The right tools for the job
When I was a young teenager, my dad and I began the project of building a treehouse near the top of a wooded hill on our property. While I thought this was a great idea, I didn’t have any frame of reference for what a long project it would turn out to be. I envisioned an hour or two of hammering and then -- “presto!” -- a tree fort would be standing tall and strong.
What followed was weeks of carrying materials up the hill, measuring, cutting and installing wood panels. Add to that numerous trips to the hardware store and multiple edits to our blueprints, and I wasn’t sure I’d ever see the finished tree fort.
I think many of us bring the same mindset to our evangelism efforts. In I Corinthians 3:9, Paul tells the believers they are “God’s building” and reminds them of the various people that had a hand in the “work project” of their journey to Salvation. And while most of us would prefer the “Extreme Makeover: Home Edition” method of instant transformation, I think we all know that the actual process of building God’s Kingdom can be a long and slow-moving one.
In our work at The Encounter, we don’t often see stories of “overnight” transformations. More commonly, we walk alongside young people for extended periods of time as they question faith and wrestle with the struggles of life before reaching a point where they place their trust in Jesus Christ. And it’s not like the work ends there.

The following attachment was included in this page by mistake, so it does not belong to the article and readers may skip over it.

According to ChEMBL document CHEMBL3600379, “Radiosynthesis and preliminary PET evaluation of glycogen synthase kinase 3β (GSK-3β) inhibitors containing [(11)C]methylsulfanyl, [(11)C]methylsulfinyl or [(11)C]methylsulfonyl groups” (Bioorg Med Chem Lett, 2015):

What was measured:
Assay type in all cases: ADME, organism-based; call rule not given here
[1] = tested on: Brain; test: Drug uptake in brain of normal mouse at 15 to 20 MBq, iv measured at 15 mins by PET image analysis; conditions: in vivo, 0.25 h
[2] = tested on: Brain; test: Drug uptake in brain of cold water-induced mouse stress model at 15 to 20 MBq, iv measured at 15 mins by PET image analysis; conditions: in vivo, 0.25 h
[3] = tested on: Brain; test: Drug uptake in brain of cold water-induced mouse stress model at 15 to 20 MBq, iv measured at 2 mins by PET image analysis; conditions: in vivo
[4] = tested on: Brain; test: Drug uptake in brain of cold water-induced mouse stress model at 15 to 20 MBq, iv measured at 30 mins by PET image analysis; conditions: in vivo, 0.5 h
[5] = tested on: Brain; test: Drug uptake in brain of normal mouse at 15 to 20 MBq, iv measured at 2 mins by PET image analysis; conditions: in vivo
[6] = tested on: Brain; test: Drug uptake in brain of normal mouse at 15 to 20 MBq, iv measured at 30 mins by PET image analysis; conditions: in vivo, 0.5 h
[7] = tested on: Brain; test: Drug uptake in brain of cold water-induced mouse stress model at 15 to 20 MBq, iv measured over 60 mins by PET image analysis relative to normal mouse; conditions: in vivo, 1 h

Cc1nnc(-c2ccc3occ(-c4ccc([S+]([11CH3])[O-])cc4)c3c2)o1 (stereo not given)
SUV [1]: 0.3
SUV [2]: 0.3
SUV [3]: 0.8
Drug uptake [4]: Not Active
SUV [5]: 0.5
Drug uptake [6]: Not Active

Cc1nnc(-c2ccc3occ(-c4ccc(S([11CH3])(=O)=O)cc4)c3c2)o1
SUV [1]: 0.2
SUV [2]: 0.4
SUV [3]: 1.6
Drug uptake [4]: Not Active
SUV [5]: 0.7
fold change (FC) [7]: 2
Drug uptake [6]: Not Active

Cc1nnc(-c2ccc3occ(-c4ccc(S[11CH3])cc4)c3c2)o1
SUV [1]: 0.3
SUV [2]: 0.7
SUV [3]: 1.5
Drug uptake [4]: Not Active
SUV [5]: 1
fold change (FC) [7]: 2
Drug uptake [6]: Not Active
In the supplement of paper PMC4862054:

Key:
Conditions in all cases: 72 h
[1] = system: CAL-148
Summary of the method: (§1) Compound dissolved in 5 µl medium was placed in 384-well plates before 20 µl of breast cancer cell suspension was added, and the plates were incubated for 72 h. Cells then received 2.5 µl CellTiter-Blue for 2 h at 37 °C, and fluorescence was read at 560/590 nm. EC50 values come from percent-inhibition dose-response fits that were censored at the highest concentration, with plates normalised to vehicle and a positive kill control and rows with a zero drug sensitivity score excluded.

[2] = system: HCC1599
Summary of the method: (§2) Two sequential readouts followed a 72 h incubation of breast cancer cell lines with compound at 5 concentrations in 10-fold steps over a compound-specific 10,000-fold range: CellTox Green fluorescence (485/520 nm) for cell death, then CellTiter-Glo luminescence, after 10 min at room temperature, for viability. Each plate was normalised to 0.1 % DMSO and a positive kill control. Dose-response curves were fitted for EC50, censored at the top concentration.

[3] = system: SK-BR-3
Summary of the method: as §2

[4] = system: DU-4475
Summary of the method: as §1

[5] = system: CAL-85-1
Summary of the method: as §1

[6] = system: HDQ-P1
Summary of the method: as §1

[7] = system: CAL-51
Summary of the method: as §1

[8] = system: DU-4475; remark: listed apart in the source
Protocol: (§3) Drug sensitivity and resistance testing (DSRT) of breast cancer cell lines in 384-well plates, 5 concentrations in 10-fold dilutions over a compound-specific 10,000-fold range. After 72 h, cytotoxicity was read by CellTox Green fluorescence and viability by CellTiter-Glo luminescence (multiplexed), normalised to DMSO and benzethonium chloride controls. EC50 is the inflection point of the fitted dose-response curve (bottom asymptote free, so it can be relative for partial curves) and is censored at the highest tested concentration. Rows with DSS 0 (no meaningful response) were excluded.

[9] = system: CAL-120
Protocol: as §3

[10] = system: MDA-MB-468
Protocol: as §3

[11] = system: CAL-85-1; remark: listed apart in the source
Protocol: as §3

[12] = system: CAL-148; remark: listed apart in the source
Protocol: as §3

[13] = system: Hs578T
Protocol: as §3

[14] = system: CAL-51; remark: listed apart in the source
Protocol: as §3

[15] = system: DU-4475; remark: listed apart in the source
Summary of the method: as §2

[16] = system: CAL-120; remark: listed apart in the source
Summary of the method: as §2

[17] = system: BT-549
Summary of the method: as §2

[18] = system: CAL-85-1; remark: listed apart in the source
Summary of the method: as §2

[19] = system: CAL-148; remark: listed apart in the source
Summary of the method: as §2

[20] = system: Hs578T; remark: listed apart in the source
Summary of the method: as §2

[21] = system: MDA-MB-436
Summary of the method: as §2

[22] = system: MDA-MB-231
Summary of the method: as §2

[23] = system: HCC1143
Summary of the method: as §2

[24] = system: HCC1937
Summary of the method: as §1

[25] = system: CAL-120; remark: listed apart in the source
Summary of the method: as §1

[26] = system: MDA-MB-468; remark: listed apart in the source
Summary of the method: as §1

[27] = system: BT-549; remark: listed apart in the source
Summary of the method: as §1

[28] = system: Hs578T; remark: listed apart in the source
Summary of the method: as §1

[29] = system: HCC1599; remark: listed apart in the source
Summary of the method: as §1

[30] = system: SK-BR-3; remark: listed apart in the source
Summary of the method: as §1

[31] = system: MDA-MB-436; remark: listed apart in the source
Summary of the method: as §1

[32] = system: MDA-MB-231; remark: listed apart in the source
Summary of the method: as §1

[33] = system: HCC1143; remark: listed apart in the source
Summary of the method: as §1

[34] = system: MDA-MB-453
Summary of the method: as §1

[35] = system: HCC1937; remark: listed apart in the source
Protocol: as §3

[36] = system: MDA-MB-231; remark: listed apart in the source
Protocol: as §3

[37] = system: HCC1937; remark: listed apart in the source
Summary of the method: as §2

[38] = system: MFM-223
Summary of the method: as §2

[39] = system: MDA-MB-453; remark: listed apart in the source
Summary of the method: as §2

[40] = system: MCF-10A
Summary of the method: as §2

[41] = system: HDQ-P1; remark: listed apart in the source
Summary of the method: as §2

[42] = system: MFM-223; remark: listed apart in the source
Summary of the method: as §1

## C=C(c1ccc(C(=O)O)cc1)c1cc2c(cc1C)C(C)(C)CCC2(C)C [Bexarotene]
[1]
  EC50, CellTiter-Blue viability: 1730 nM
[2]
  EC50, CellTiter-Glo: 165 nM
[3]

While there is joy in the journey, there’s a reason we gravitate toward the “Extreme Makeover: Home Edition” stories. It’s not just because they require a box of tissues, I think it has something to do with our need to see and measure progress. When we’re in the midst of a building project, it can be difficult to feel like we’re gaining ground. But as time passes, we will inevitably see a structure taking shape and moving toward completion.
We’re thankful to God for the way He does allow us to get glimpses of the progress taking place inside the hearts of the kids here. And we are continually reminding ourselves that The Encounter is not the solution for these young people -- Jesus is. Our program is just a set of tools that enables us to share and point young people toward Christ.
Recently, we’ve been blessed with several stories of people in our community who have found The Encounter to be a valuable tool in sharing Jesus with a young person. These have just been ordinary, everyday people who used The Encounter as a place to connect with a young person and introduce him or her to Jesus. As staff members, we had very little to do with the transformations that have taken place and it is exciting for us to see that others are catching the vision that The Encounter is a place where anyone can do ministry.
My hope is you are reminded today that there are many tools out there with which you can share hope and truth. So, whether it is an event at your church, a program at The Encounter or a Scripture tract, let’s be sure we’re using the tools that are at our disposal to point people toward a life-giving relationship with Christ. Remember, a tool is of no use when it’s left sitting in the toolbox -- we need to pick them up and let them do the work they are meant for. And let’s not forget who is doing the real work in this process.
“Unless the Lord builds the house, its builders labor in vain.”
To read two of the stories mentioned in this article, click on the links below: